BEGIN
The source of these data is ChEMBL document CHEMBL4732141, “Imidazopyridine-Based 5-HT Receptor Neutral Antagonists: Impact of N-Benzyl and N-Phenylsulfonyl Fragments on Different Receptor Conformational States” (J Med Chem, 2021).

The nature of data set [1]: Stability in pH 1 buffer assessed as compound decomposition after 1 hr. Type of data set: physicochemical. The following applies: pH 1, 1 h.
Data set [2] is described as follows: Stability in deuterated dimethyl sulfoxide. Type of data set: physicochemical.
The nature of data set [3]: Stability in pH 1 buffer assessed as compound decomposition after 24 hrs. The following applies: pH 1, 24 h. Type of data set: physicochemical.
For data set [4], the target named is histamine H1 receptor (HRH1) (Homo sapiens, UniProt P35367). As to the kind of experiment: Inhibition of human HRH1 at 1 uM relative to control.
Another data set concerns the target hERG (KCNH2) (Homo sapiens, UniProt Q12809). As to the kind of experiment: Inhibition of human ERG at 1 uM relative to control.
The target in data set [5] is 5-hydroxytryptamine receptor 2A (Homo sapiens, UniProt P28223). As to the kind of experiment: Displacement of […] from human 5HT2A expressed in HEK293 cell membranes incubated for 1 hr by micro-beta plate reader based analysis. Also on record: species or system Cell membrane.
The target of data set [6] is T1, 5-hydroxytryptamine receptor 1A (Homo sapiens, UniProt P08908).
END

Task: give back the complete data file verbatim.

The source of these data is ChEMBL document CHEMBL4732141, “Imidazopyridine-Based 5-HT Receptor Neutral Antagonists: Impact of N-Benzyl and N-Phenylsulfonyl Fragments on Different Receptor Conformational States” (J Med Chem, 2021).

The nature of data set [1]: Stability in pH 1 buffer assessed as compound decomposition after 1 hr. Type of data set: physicochemical. The following applies: pH 1, 1 h.
Data set [2] is described as follows: Stability in deuterated dimethyl sulfoxide. Type of data set: physicochemical.
The nature of data set [3]: Stability in pH 1 buffer assessed as compound decomposition after 24 hrs. The following applies: pH 1, 24 h. Type of data set: physicochemical.
For data set [4], the target named is histamine H1 receptor (HRH1) (Homo sapiens, UniProt P35367). As to the kind of experiment: Inhibition of human HRH1 at 1 uM relative to control.
Another data set concerns the target hERG (KCNH2) (Homo sapiens, UniProt Q12809). As to the kind of experiment: Inhibition of human ERG at 1 uM relative to control.
The target in data set [5] is 5-hydroxytryptamine receptor 2A (Homo sapiens, UniProt P28223). As to the kind of experiment: Displacement of […] from human 5HT2A expressed in HEK293 cell membranes incubated for 1 hr by micro-beta plate reader based analysis. Also on record: species or system Cell membrane.
The target of data set [6] is T1, 5-hydroxytryptamine receptor 1A (Homo sapiens, UniProt P08908).